I just switched out the coolant temperature sensor on my car. The old one had worn out and sprung a leak somehow. And after driving the car for about a minute the temp gauge rose to about halfway. I know this is normal for most cars, but this is something that the car(gauge) had never done before. I know the other sensor might have been failing so it might not have been accurate, but it never did this in the 4 years that I have been driving the car. I am wondering if there might be some sort of air block in the cooling system. Maybe air got in while I was replacing the sensor. If it is an air block how do I get rid of it?
As long as your overflow bottle is at proper level any air may work it's way out. And the new sensor may read higher.
October, 31, 2012 AT 5:07 AM
You're looking at this backward. It was not working correctly before but it is now. Why do you want to go back to reading inaccurately? If the radiator fan is working like normal and there are no signs of overheating, the little air that might have entered will burp into the reservoir and all will be fine.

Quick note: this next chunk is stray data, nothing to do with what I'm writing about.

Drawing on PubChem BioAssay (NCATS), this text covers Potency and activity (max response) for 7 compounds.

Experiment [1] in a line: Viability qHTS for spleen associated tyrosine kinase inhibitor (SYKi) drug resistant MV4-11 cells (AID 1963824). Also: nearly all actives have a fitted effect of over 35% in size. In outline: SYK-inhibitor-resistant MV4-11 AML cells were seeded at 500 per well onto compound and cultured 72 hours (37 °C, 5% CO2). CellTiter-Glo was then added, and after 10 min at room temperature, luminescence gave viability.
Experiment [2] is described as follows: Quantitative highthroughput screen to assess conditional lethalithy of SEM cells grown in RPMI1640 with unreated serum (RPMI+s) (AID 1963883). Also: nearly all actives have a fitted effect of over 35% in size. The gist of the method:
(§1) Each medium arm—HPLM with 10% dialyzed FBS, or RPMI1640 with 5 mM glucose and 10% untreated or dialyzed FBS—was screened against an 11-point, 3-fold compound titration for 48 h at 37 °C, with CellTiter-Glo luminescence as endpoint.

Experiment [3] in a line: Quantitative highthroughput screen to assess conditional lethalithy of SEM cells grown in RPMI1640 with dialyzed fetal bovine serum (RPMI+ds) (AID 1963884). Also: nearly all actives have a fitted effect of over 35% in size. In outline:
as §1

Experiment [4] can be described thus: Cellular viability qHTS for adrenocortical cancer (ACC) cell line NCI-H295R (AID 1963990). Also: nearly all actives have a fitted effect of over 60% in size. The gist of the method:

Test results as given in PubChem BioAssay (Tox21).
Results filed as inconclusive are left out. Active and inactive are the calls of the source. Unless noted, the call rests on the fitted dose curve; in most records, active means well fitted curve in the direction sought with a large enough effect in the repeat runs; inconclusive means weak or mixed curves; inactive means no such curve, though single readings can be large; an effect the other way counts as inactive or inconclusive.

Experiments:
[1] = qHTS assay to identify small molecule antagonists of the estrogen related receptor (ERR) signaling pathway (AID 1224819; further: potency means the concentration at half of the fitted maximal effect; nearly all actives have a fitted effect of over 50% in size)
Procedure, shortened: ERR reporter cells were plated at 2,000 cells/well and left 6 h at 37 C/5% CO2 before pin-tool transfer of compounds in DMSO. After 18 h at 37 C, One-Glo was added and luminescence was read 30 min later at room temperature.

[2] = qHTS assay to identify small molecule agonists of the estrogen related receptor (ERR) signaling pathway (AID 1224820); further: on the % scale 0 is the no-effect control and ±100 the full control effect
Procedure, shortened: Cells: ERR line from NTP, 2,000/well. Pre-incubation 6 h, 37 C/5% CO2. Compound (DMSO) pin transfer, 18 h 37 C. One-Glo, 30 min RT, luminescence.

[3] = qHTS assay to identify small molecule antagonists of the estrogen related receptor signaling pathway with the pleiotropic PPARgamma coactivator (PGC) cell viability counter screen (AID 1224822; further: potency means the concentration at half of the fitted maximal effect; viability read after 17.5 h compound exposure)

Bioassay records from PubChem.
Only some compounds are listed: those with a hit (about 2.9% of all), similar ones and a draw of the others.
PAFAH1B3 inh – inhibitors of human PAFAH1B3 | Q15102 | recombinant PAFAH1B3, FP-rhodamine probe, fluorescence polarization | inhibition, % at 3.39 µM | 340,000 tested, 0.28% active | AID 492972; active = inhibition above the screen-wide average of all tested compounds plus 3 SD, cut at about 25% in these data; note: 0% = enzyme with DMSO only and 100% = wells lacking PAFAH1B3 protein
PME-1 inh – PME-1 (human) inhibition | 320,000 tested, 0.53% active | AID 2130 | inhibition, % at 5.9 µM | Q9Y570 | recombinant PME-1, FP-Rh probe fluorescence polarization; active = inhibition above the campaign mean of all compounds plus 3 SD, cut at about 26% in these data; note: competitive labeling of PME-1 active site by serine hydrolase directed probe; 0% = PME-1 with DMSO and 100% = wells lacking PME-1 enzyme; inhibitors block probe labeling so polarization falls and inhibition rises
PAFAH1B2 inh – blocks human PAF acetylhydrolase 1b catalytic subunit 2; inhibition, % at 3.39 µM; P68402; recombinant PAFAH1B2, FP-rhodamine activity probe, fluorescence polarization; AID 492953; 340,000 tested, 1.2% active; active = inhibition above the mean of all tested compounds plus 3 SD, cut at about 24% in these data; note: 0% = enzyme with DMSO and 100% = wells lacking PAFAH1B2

October, 31, 2012 AT 5:12 AM
I guess I might be over-reacting a bit, I'd just never seen the temp gauge increase that fast. Usually for the whole time I've used the car I could drive about 5 minutes on the street before the gauge got to the middle, and drive on the highway for over half an hour before it got there. Just got me nervous that it was midway before driving a quarter mile.
October, 31, 2012 AT 10:37 AM
That does seem too soon. It shouldn't be reading a normal temperature in less than a mile or two. You might want to find a scanner you can borrow to view live data on a test drive. That will show the actual coolant temperature the Engine Computer is seeing from its coolant temperature sensor.
Someone else recently posted a reply that there are different gauge sensors for different engine sizes or years that bolt in the same but have different resistance values. These sensors don't fail very often, other than Ford's sensors for the Engine Computer, so the wrong sensor would make sense. You can also compare the resistance of the old and new sensors but that has to be done when they're at the same temperature.